BMW has created quite a stir with its return to small performance coupes. While some say the normally aspirated 3.0-liter found in the 128; is more than adequate for the car, the twin-turbo inline six makes for the wild ride enthusiasts line up for. While most software tuners are holding back on an actual flash for the N54 engine, a few plug-and-play modules are being used with varying degrees of success. We've tried the Turbo Tuner on the 335i and were impressed with the ease of use and instant power produced by the device. No mechanical modifications have to be made to the car, so it is completely reversible. It can even be transferred from one car to the next in a matter of minutes. The Turbo Tuner's distributor has also started pairing the device with an intake and cat-back exhaust system for an added bump in power. We decided to test all three to see what they could do.
2008 BMW 135i
*Engine: 3.0-liter inline six, dohc, 24-valve, turbocharged and intercooled, direct injection
*Transmission: Six-speed manual
*Driveline: Longitudinal front engine, rear-wheel drive
*Temperature: 80-90 degrees F
*Humidity: 29.8-30.03 in-Hg
Test gear: Fourth
*Peak wheel-horsepower: 269 hp @ 5700 rpm
*Peak wheel-torque: 277 lb-ft @ 3300 rpm
This car seemed to have one of the stronger engines we've seen. It put out great power right from the beginning. From experience, we know that these cars put out an extremely flat torque curve from 1300 rpm into the mid-range of around 4500-5000 rpm. With this in mind, we decided that with the hotter afternoon temperatures we would get more accurate top end results by starting our pulls a little later in the rpm band.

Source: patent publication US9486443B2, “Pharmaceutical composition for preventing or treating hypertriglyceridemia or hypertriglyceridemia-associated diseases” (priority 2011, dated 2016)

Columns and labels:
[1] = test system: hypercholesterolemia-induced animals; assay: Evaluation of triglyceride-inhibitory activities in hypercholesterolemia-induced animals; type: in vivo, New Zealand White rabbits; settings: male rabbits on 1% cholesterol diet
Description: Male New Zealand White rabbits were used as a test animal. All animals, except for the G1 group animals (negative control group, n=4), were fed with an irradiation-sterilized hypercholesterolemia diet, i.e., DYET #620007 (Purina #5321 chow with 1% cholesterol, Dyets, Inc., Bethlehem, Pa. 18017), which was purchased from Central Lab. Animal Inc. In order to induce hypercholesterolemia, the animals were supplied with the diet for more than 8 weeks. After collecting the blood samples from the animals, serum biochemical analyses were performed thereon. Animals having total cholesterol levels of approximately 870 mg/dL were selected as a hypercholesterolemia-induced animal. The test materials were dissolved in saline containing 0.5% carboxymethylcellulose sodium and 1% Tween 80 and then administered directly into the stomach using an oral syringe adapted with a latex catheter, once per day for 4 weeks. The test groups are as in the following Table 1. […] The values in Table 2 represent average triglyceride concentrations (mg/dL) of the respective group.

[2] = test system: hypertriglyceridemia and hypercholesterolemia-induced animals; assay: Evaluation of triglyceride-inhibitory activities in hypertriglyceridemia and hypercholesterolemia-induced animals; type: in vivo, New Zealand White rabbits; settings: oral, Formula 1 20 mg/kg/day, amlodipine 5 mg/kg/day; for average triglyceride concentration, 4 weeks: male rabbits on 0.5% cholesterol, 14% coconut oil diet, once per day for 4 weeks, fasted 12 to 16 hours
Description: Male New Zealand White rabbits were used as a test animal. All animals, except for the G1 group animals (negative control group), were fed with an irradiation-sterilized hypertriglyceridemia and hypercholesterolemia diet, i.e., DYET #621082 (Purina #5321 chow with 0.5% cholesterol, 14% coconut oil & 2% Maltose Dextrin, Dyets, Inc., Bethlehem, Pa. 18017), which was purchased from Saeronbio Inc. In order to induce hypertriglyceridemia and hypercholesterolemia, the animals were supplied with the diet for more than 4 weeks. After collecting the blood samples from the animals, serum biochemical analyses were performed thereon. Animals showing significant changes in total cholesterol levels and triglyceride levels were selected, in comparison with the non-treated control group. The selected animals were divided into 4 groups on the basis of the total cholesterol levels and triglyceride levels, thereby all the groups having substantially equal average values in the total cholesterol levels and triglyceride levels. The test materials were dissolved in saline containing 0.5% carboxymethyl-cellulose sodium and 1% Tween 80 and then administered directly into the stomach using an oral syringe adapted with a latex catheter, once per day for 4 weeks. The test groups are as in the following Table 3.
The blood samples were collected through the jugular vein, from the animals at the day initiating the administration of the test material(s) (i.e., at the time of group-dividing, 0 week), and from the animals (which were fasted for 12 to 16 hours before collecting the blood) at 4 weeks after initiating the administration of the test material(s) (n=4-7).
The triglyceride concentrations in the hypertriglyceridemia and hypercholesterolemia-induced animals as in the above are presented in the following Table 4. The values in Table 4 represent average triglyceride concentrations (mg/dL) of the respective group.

Eurobahn cat-back exhaust
*Rear section: $799
*Center section: $499
*Peak wheel-horsepower: 271 hp @ 5600 rpm
*Peak wheel-torque: 275 lb-ft @ 3400 rpm
*Max power gain: 6 hp @ 3700 rpm
*Max torque gain: 7 lb-ft @ 3700 rpm
Although the numbers don't look big, the results are decent for a cat-back exhaust. The real advantage of this system is the weight savings. The Eurobahn exhaust drops 45 pounds off the car, which the 135i desperately needs. It bolts on just like the factory system.
The exhaust is definitely louder and more aggressive than factory; you won't be confused with a stock car.
As we've found in past testing, the real restriction in factory exhausts is in the catalysts. Eurobahn has decided to only do a legal street system and so gains are not as big as they could be with cat deletes. If you want to build a racing vehicle, you may look into that option for maximum power.
*Peak wheel-horsepower: 274 hp @ 5600 rpm
*Peak wheel-torque: 275 lb-ft @ 3500 rpm
*Max power gain: 7 hp @ 6100 rpm
*Max torque gain: 7 lb-ft @ 4900 rpm
Clean, high-quality piece with two filters, one per turbo. Sound is improved with a characteristic turbo whoosh on spool-up. Still uses factory cool air scoop in conjunction with a heat shield to ensure cold induction air.
Check local laws for emissions compliance.
We're not convinced that the full advantage of this system can be simulated on a dyno. It is next to impossible to duplicate the airflow conditions the car would see at highway speeds with a closed hood and a high-pressure pocket in front of the kidney grilles.
*Peak wheel-horsepower: 332 hp @ 5600 rpm*Peak wheel-torque: 336 lb-ft @ 3800 rpm*Max power gain: 60 hp @ 5800 rpm*Max torque gain: 62 lb-ft @ 3800 rpm
Tons of power at a reasonable price. Easy to install and requires no modifications to the car.
Consult your dealer for concerns about your new-car warranty. You may need to remove the device before maintenance or service.